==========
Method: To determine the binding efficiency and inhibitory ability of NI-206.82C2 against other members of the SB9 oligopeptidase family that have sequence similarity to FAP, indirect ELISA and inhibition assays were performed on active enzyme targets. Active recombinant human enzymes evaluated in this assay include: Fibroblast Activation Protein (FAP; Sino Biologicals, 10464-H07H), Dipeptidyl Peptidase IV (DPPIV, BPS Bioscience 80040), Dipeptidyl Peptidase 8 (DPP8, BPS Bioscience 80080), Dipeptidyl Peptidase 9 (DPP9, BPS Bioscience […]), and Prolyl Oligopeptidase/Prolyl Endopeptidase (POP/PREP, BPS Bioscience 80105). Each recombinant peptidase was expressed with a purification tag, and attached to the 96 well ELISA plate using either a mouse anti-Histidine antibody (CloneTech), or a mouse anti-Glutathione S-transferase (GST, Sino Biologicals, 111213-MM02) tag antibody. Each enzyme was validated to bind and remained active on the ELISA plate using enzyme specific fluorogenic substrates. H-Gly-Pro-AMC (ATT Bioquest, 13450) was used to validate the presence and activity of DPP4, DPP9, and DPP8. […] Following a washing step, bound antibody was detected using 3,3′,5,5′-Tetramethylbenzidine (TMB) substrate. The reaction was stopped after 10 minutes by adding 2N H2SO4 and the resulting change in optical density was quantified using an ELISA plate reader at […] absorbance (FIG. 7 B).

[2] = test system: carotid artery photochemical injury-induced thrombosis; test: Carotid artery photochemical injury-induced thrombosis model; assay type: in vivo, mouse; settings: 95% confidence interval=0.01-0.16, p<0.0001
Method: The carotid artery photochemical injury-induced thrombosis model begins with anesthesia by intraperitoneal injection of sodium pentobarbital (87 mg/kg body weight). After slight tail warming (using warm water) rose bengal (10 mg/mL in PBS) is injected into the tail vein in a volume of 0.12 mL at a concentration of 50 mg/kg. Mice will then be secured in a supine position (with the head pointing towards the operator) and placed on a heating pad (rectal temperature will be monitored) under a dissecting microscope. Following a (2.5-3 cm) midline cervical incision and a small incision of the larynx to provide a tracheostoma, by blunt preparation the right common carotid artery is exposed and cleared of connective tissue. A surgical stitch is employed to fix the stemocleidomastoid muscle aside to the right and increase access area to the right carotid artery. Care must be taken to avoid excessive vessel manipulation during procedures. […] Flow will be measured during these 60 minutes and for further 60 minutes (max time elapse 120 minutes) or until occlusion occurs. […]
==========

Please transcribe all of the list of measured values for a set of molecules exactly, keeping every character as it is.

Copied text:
Method: To determine the binding efficiency and inhibitory ability of NI-206.82C2 against other members of the SB9 oligopeptidase family that have sequence similarity to FAP, indirect ELISA and inhibition assays were performed on active enzyme targets. Active recombinant human enzymes evaluated in this assay include: Fibroblast Activation Protein (FAP; Sino Biologicals, 10464-H07H), Dipeptidyl Peptidase IV (DPPIV, BPS Bioscience 80040), Dipeptidyl Peptidase 8 (DPP8, BPS Bioscience 80080), Dipeptidyl Peptidase 9 (DPP9, BPS Bioscience […]), and Prolyl Oligopeptidase/Prolyl Endopeptidase (POP/PREP, BPS Bioscience 80105). Each recombinant peptidase was expressed with a purification tag, and attached to the 96 well ELISA plate using either a mouse anti-Histidine antibody (CloneTech), or a mouse anti-Glutathione S-transferase (GST, Sino Biologicals, 111213-MM02) tag antibody. Each enzyme was validated to bind and remained active on the ELISA plate using enzyme specific fluorogenic substrates. H-Gly-Pro-AMC (ATT Bioquest, 13450) was used to validate the presence and activity of DPP4, DPP9, and DPP8. […] Following a washing step, bound antibody was detected using 3,3′,5,5′-Tetramethylbenzidine (TMB) substrate. The reaction was stopped after 10 minutes by adding 2N H2SO4 and the resulting change in optical density was quantified using an ELISA plate reader at […] absorbance (FIG. 7 B).

[2] = test system: carotid artery photochemical injury-induced thrombosis; test: Carotid artery photochemical injury-induced thrombosis model; assay type: in vivo, mouse; settings: 95% confidence interval=0.01-0.16, p<0.0001
Method: The carotid artery photochemical injury-induced thrombosis model begins with anesthesia by intraperitoneal injection of sodium pentobarbital (87 mg/kg body weight). After slight tail warming (using warm water) rose bengal (10 mg/mL in PBS) is injected into the tail vein in a volume of 0.12 mL at a concentration of 50 mg/kg. Mice will then be secured in a supine position (with the head pointing towards the operator) and placed on a heating pad (rectal temperature will be monitored) under a dissecting microscope. Following a (2.5-3 cm) midline cervical incision and a small incision of the larynx to provide a tracheostoma, by blunt preparation the right common carotid artery is exposed and cleared of connective tissue. A surgical stitch is employed to fix the stemocleidomastoid muscle aside to the right and increase access area to the right carotid artery. Care must be taken to avoid excessive vessel manipulation during procedures. […] Flow will be measured during these 60 minutes and for further 60 minutes (max time elapse 120 minutes) or until occlusion occurs. […]